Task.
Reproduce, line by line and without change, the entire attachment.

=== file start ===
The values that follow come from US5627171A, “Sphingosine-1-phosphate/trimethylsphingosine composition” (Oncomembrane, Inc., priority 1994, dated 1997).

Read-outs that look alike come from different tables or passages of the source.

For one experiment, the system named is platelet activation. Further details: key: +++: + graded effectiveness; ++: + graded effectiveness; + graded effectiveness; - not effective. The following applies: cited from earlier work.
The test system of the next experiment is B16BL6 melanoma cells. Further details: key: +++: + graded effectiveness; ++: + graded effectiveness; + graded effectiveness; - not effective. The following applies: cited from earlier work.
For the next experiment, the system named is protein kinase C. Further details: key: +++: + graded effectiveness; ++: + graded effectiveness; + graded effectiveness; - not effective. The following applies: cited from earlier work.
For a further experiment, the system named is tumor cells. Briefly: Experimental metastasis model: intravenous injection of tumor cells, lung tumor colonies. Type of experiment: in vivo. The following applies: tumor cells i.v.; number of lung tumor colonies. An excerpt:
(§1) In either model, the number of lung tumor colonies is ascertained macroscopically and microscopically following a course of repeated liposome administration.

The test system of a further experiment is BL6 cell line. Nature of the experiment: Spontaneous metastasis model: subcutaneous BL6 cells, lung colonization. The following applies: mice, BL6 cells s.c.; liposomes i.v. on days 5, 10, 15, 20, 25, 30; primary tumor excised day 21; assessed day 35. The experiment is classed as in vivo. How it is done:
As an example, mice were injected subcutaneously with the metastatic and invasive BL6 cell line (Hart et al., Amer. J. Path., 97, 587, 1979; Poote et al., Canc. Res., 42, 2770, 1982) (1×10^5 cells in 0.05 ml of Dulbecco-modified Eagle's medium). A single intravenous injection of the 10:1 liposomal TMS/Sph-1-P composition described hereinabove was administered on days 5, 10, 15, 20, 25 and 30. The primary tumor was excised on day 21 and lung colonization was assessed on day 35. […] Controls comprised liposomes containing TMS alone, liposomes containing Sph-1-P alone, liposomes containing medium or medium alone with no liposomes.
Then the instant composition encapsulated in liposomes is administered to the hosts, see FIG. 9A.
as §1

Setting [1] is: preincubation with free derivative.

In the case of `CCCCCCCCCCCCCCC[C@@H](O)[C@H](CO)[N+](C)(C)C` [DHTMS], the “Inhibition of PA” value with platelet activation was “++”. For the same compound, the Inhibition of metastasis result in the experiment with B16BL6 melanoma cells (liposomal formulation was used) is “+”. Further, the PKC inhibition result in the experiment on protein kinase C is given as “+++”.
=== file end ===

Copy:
The values that follow come from US5627171A, “Sphingosine-1-phosphate/trimethylsphingosine composition” (Oncomembrane, Inc., priority 1994, dated 1997).

Read-outs that look alike come from different tables or passages of the source.

For one experiment, the system named is platelet activation. Further details: key: +++: + graded effectiveness; ++: + graded effectiveness; + graded effectiveness; - not effective. The following applies: cited from earlier work.
The test system of the next experiment is B16BL6 melanoma cells. Further details: key: +++: + graded effectiveness; ++: + graded effectiveness; + graded effectiveness; - not effective. The following applies: cited from earlier work.
For the next experiment, the system named is protein kinase C. Further details: key: +++: + graded effectiveness; ++: + graded effectiveness; + graded effectiveness; - not effective. The following applies: cited from earlier work.
For a further experiment, the system named is tumor cells. Briefly: Experimental metastasis model: intravenous injection of tumor cells, lung tumor colonies. Type of experiment: in vivo. The following applies: tumor cells i.v.; number of lung tumor colonies. An excerpt:
(§1) In either model, the number of lung tumor colonies is ascertained macroscopically and microscopically following a course of repeated liposome administration.

The test system of a further experiment is BL6 cell line. Nature of the experiment: Spontaneous metastasis model: subcutaneous BL6 cells, lung colonization. The following applies: mice, BL6 cells s.c.; liposomes i.v. on days 5, 10, 15, 20, 25, 30; primary tumor excised day 21; assessed day 35. The experiment is classed as in vivo. How it is done:
As an example, mice were injected subcutaneously with the metastatic and invasive BL6 cell line (Hart et al., Amer. J. Path., 97, 587, 1979; Poote et al., Canc. Res., 42, 2770, 1982) (1×10^5 cells in 0.05 ml of Dulbecco-modified Eagle's medium). A single intravenous injection of the 10:1 liposomal TMS/Sph-1-P composition described hereinabove was administered on days 5, 10, 15, 20, 25 and 30. The primary tumor was excised on day 21 and lung colonization was assessed on day 35. […] Controls comprised liposomes containing TMS alone, liposomes containing Sph-1-P alone, liposomes containing medium or medium alone with no liposomes.
Then the instant composition encapsulated in liposomes is administered to the hosts, see FIG. 9A.
as §1

Setting [1] is: preincubation with free derivative.

In the case of `CCCCCCCCCCCCCCC[C@@H](O)[C@H](CO)[N+](C)(C)C` [DHTMS], the “Inhibition of PA” value with platelet activation was “++”. For the same compound, the Inhibition of metastasis result in the experiment with B16BL6 melanoma cells (liposomal formulation was used) is “+”. Further, the PKC inhibition result in the experiment on protein kinase C is given as “+++”.